Something else that I remember about the show is that, well, not all the episodes were that funny. I think at the time we accepted that they had to come up with two and a half hours of TV a week and that not all of it would be great. I remember many episodes where there was only one real laugh. It may have been a great laugh, but today's audience isn't as patient as we were. The other thing is think of what the competition was for Mary Hartman. It ran at 11:00 PM and was up against the local news in an era of three broadcast channels and twelve cable channels. In my house, the only serious competition were re-runs of the Honeymooners on WPIX from New York.

The other thing that makes this tough on reruns is that Mary Hartman was so much a part of the 70's. What's hard to explain to people who weren't there, is how weird the 70's were. The whole country was in this very odd mood, partly giddy, partly freaked out, partly numb. I don't know if I can explain how Mary Hartman fit in to that, but it did and maybe not enough time has passed where it won't seem dated. The other thing is that the show had a whole parallel life running at the same time in the live soap opera of Louise Lasser's sudden fame. Her personal trajectory towards a nervous breakdown tracked Mary Hartman's. Do I need to remind everyone of her bizarre interviews in Rolling Stone, her bust for cocaine, and her appearance as the host on SNL, in which she also had a nervous breakdown. Years later it came out that this was not faked, that she was ready to refuse to appear on the show minutes before curtain time, and only agreed to appear once Chevy Chase convinced her that if she didn't go on, he'd go on in her place wearing a wig.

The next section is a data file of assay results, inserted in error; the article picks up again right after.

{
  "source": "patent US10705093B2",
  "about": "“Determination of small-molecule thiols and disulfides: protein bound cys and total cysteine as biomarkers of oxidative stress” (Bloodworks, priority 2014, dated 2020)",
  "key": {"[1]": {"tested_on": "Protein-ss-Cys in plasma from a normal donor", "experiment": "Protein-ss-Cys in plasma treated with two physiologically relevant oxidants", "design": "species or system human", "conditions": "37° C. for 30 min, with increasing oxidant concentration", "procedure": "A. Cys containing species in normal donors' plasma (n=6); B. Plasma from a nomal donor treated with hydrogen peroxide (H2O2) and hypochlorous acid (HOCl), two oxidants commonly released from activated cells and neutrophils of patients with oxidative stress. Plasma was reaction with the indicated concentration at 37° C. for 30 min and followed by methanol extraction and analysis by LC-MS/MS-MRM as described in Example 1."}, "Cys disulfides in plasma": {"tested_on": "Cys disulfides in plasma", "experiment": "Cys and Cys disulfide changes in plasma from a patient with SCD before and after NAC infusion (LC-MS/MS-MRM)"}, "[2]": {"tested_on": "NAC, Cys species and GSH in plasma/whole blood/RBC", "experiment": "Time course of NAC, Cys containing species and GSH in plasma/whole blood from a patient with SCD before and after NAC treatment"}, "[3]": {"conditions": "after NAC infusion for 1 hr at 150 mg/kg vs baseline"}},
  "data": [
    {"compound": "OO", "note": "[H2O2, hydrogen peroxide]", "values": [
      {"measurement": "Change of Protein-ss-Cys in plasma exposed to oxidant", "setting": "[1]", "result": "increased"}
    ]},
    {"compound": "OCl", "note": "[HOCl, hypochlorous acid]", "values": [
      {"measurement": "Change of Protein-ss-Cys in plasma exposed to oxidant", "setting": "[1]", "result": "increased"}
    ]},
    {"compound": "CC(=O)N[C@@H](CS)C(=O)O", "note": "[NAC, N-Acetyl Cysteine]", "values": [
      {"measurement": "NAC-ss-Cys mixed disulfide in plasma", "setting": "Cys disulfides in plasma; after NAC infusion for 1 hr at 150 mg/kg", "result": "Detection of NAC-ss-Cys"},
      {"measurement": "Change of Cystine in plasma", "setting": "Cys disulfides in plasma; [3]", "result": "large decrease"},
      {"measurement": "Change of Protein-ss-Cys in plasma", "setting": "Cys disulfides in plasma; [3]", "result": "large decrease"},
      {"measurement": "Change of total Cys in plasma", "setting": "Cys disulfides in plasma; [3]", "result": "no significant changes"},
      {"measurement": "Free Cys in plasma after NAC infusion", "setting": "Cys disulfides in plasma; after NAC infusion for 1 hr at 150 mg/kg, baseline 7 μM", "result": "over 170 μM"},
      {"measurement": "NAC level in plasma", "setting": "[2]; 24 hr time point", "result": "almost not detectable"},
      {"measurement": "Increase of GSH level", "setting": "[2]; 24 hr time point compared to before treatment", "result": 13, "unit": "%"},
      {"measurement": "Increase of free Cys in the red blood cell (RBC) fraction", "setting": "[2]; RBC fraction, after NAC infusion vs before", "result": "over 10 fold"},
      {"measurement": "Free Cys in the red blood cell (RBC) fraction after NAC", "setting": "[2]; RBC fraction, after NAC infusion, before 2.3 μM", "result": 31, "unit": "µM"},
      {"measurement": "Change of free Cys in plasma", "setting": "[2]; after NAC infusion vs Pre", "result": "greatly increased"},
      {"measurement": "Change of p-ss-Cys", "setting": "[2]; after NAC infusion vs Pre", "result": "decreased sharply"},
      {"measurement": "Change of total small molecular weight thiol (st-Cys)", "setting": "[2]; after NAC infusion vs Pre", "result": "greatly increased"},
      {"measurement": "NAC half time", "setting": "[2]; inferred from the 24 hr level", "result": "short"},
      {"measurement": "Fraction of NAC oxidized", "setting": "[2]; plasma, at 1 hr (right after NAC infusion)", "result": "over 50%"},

This show in its first run had a drama to it that is hard to recreate in reruns. Not only did it track Louise Lasser's breakdown, it also traced America's breakdown too.

I miss the show. It meant a lot to me, and it's sad that it's only a memory.

BTW, does anyone remember what is one of my favorite moments, when Mary's rival for her husband Tom's affection, Mae has tried to kill herself with sleeping pills? And she turns to Mary for support, who plies her with coffee, and the towering Mae flops all over smaller Mary before they both slump on to the floor and Mary ends up drinking the coffee. It's been over thirty years and I still remember that after only one viewing.

Or when Loretta came over to bring Mary Jell-O with Cracker Jacks suspended in it?

7 of 9 people found this review helpful.  Was this review helpful to you?